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Nov 13, 2002 05:51 PM

gold coffee filter

  • d

I finally bought one and am disconcerted by the amount of sediment it leaves in my cup-- the brew is like that of a french press. I've experimented with larger grinds, but wonder if I'm missing something. Sometimes I like sludge, but sometimes....

and while I'm on it, I'd appreciate others' thoughts about the brita water bottle, which I love (especially at the gym and bedside) but suspect is not effectively filtering the water.

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  1. That's why I stick to the paper filters. The grind would have to be so coarse to use the gold filter without it throwing sediment that it would be a huge waste of coffee, not to mention that by using such a coarse grind there would probably be a difference in the taste of the finished product.

    1. We have used the gold coffee filters for years and dealt with the "sludge" in the bottom of the cup. I recently purchased a new coffee maker and asked the woman at the kitchen store what filter would she suggest - she said she only used paper filters. I decided to try the paper filters after not using them for years - I really now prefer the paper filters as opposed to the gold.

      1 Reply
      1. re: Jana

        I've used a gold filter (braun) for many years and prefer it to the paper. I use a fine ground coffee and never have a sludge problem. I have no idea why some experience a sludge problem and others do not. Its a mystery!

      2. Maybe it's the brand you bought that's causing the problem; I have a gold filter and have used it every day for 5 years and am exceedingly happy with it. It one of those, "Why didn't I do this sooner!" purchases. Mine is a Krups Gold. It leaves no sediment and is very sturdy. I gring my coffee beans in a Braun grinder for a 10 count, for what that's worth.

        2 Replies
        1. re: Fidelixi

          I have cheap-ish Krups drip machine that came with a gold filter. It always leaves sediment in the bottom of the cup. I usually buy whole beans at the grocery store and run them through the store grinder on the setting indicated for drip coffee makers.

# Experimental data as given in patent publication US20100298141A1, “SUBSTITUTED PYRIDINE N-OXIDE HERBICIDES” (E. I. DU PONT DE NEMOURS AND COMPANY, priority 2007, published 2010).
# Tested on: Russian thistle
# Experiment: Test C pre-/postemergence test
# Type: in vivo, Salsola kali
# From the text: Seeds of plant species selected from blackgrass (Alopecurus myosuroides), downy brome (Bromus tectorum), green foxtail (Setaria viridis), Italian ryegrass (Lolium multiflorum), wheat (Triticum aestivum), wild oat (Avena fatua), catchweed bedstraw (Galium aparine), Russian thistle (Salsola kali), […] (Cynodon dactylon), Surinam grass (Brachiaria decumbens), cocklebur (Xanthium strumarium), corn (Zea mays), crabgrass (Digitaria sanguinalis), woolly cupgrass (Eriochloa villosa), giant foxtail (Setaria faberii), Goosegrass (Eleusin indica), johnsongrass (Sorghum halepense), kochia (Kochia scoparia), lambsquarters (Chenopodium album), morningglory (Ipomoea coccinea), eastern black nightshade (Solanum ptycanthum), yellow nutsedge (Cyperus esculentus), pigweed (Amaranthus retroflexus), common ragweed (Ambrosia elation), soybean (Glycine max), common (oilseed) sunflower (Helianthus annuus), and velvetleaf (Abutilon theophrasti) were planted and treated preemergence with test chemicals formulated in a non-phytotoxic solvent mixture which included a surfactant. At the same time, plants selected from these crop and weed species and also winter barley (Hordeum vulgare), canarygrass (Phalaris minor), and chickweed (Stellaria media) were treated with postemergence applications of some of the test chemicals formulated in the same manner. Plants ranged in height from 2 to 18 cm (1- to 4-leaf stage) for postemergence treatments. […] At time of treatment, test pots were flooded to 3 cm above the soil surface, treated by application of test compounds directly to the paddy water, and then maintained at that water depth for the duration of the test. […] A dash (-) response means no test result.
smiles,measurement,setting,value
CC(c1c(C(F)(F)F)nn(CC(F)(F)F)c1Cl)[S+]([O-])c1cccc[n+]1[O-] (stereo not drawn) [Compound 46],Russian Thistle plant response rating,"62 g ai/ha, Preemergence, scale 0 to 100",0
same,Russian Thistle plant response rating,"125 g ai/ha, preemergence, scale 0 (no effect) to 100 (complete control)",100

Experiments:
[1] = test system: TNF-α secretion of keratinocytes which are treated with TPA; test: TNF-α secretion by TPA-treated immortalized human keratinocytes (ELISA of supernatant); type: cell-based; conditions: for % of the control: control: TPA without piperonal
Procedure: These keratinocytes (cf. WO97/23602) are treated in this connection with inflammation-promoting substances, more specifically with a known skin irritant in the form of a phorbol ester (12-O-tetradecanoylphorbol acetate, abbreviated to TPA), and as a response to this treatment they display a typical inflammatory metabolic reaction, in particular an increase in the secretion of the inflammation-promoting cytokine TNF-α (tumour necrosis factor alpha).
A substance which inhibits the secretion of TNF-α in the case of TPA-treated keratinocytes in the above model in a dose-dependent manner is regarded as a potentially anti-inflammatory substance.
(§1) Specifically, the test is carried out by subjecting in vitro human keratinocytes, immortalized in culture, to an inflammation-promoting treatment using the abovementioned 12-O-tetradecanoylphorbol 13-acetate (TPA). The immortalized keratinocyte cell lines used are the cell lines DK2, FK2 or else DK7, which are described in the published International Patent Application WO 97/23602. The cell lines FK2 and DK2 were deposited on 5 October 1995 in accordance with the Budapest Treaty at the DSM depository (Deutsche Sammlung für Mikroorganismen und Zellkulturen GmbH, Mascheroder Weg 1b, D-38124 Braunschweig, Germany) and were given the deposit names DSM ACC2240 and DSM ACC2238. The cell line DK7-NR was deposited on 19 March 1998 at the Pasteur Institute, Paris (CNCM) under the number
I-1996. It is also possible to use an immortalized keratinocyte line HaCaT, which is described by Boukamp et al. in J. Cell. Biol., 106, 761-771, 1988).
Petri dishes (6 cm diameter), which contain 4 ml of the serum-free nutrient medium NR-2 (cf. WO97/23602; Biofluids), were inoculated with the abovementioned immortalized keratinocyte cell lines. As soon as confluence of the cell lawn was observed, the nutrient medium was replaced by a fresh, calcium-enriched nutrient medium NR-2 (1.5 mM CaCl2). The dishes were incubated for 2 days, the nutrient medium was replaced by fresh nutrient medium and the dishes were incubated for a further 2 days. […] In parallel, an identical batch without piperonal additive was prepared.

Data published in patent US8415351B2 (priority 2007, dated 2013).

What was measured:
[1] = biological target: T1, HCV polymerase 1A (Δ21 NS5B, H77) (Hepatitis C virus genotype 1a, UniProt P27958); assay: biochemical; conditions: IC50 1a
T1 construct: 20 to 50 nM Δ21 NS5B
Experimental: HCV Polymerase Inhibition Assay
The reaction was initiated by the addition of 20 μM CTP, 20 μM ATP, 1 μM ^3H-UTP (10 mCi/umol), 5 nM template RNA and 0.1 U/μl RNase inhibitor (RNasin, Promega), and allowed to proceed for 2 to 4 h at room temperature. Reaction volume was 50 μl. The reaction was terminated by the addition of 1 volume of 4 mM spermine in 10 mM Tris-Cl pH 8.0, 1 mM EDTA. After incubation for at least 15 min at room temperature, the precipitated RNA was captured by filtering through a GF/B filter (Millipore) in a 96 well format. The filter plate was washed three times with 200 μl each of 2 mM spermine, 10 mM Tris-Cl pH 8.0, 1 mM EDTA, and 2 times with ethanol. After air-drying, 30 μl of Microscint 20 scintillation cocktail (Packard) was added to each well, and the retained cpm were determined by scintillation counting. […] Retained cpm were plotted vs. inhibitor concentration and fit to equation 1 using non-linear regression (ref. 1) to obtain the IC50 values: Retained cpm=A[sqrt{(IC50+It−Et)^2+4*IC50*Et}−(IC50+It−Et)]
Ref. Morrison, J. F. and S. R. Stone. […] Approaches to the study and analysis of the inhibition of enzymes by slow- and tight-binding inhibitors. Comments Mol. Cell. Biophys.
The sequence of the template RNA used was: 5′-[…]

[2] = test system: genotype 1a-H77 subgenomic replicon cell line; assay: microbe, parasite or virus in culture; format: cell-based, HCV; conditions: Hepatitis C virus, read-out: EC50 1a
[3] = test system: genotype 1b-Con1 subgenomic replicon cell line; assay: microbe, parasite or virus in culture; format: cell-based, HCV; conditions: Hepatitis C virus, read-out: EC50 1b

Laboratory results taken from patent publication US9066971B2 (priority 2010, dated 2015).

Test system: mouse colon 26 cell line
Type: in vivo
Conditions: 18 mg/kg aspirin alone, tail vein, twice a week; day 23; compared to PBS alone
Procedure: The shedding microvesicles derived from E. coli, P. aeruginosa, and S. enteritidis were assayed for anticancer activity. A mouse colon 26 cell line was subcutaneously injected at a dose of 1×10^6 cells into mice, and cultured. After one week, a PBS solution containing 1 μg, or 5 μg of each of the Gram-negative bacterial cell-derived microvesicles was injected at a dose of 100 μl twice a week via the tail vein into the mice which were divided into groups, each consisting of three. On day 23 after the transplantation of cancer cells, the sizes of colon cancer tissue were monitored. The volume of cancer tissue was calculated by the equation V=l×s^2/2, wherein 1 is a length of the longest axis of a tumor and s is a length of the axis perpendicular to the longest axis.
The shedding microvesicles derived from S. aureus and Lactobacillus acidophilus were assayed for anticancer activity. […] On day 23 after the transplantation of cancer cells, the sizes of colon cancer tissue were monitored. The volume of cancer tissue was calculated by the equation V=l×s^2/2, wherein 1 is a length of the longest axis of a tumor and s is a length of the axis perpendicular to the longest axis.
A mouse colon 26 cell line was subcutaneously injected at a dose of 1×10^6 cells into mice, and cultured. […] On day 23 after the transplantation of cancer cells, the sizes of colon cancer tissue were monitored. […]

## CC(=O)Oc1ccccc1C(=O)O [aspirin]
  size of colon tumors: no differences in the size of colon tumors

I always thought I was screwing it up somehow.

          1. re: Fidelixi

            I second that; I count to ten, one and two and --- and get a fairly rough grind for the gold filter and it hardly leaves any sludge and does make a good cup. I use either Trader Joe's Bay blend (two thirds) plus one third French roast or Peets Foggy Blend (I think thats the name plus Fr.Roast) or last year I really liked Seattle's Best Christmas Blend. SO just likes anything I concoct at 6.30 am!

          2. w
            Wendy Leonard

            We grind a blend of a decaf espresso and a French-Italian dark roast--and have always had a sludge problem with the gold filter. The coffee tastes much better with the paper filters and that's what we use. Perhaps the darker roasts which are more oily are less suited to the gold filters? I wonder what kinds of coffee others who experience gold filter sludge are are grinding.

            1. I'm just curious. I use a gold filter in my Braun automatic, and I guess you could call the residue at the bottom of the cup sludge, but that'd be a stretch. It seems that "sludge" is the offspring of powdery-fine grind, the stuff that fills the interstices of a coarser grind. What kind of grinder are the sludge-inundated using? I think with the small spice-grinder type grinders, it's such an inexact science, there's bound to be a higher powder content to even a coarse grind. Have you tried a more consistent grind? (Am I being way too analytical here? Perhaps I should just leave it alone that some folks prefer paper filters!)

              4 Replies
              1. re: GG Mora

                When I used to use a gold filter in an automatic drip maker and grind the coffee at the store, there was always a little sludge at the bottom, but nowhere near as much as with a French press. Undoubtedly we all have a different level of sludge tolerance :=), but one of those spice mills could produce a whole lot of sludge even when someone's being careful about the grinding time. They're only good for grinding spices, regardless of what the manufacturers claim.

                1. re: ironmom

                  Spice mills or blade grinders tend to produce more coffee dust and less uniformity of grind. You may want to consider getting a burr grinder for better grind quality.

                  1. re: Richard

                    I never used a spice mill to grind my coffee, in fact I have an old fashioned hand crank on the wall.

                    1. re: Richard

                      Mm, yeah, that's what I use -- a Braun burr grinder. And for power outages, I have my trusty hand-crank Armin-Trosser. Shoot your blade grinder.